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Canadian company faces claims of ageism

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Rachel Ogbu
WVoN co-editor

Seven women, aged 62 to 78, have recently filed a human rights complaint against Canada’s largest product demonstration company.

The women claim they lost their jobs as supermarket product demonstrators for InStore Focus for not looking like “soccer moms”.

The women – based in London – depended on their part-time jobs as “brand ambassadors” with the product sampling giant.

They are now seeking $25,000 each in damages for “insult to dignity” and a combined $38,000 in lost wages.

The women worked an average of 14 to 28 hours a week but their hours were cut to zero between last summer and autumn because of an alleged downturn in business.

At the same time, however, InStore was advertising for 12 new brand ambassadors.

Lone Thompson, 64, had worked for InStore Focus for 15 years.  She was told that the company wanted “someone who represents the Mom who does most of the shopping.”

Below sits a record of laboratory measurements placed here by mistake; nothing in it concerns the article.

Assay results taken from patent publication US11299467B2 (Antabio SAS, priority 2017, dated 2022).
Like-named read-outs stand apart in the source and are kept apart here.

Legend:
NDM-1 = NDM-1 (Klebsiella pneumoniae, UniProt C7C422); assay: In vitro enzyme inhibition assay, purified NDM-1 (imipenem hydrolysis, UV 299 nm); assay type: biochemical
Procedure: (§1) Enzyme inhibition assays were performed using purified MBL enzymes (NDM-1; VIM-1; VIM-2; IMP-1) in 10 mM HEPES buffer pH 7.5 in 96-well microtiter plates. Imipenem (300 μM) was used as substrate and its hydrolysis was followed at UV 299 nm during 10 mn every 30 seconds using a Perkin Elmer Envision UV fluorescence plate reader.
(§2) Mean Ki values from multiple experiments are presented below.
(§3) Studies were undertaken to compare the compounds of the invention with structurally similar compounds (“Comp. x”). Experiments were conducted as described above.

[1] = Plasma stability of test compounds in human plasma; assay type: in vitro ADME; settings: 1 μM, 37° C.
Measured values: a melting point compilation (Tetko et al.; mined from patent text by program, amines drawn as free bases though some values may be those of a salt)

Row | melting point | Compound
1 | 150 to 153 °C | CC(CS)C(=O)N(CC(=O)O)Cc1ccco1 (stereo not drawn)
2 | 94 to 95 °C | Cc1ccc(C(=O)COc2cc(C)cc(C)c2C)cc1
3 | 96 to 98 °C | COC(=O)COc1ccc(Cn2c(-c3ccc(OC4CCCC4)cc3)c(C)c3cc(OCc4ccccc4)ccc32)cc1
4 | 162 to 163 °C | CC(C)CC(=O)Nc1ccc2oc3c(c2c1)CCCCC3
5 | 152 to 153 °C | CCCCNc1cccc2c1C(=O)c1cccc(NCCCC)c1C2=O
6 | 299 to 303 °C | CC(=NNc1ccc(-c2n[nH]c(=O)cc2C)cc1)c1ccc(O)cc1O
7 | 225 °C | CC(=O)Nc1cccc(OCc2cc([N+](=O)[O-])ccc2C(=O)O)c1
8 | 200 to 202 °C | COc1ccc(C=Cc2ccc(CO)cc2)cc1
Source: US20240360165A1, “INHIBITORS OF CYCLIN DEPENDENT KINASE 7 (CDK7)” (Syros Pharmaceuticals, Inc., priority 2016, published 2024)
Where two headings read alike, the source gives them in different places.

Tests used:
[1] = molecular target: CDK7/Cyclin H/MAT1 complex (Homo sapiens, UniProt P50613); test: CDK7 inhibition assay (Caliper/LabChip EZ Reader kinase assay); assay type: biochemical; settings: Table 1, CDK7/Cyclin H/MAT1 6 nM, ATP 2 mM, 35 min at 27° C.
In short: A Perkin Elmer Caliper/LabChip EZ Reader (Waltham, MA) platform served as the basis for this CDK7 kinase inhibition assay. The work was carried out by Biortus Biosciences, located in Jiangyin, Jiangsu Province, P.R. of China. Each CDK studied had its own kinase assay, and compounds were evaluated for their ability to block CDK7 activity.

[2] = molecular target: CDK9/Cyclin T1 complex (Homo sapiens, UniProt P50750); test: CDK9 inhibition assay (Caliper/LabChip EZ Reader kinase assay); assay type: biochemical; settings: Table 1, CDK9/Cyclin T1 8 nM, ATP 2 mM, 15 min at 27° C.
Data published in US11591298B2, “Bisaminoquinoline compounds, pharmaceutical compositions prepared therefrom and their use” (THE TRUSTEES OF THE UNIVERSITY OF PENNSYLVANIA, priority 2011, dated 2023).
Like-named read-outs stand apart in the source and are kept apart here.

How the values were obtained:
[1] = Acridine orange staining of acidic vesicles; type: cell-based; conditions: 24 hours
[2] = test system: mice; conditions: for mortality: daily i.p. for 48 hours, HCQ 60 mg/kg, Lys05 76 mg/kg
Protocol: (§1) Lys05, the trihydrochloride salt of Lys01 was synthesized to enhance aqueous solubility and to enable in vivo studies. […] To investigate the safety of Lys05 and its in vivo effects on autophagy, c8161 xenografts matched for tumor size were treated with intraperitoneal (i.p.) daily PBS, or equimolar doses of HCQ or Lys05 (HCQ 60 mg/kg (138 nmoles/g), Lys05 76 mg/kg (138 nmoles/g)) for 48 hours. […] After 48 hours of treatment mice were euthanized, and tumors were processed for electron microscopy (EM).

Beth Walden, a lawyer with Human Rights Legal Support Centre, who is representing the women said:

“People can believe that their age has something to do with (the loss of a job), but it can be hard to get the evidence. Here it’s very clear.

“This case highlights how vulnerable older workers are and older women in particular.”

  1. Kate J. says:

    I used to work for In-Store Focus when my children were young. That was 15 years ago when I was younger, prettier and sexier. Fast forward to today, 15 years later – I cannot imagine how insulted I might feel if I was told, or made to feel, that I was not youthful enough to represent a company.

    What many organizations and companies don’t understand is the wisdom and knowledge and all the life lessons that older women (and men) bring to a business. As a 50 something woman, I am far more worldly, aware of current affairs, knowledgeable about society and in general understanding of different cultures and people in general then someone in their 20’s or 30’s. It comes from lifes experiences. I also probably more physical energy and business acumen

    It is very disheartening to think that businesses think that youth sells more than a fantasy.

    Oh well, one day these same people will be 50 something, lose their jobs, and then understand what we are all talking about!

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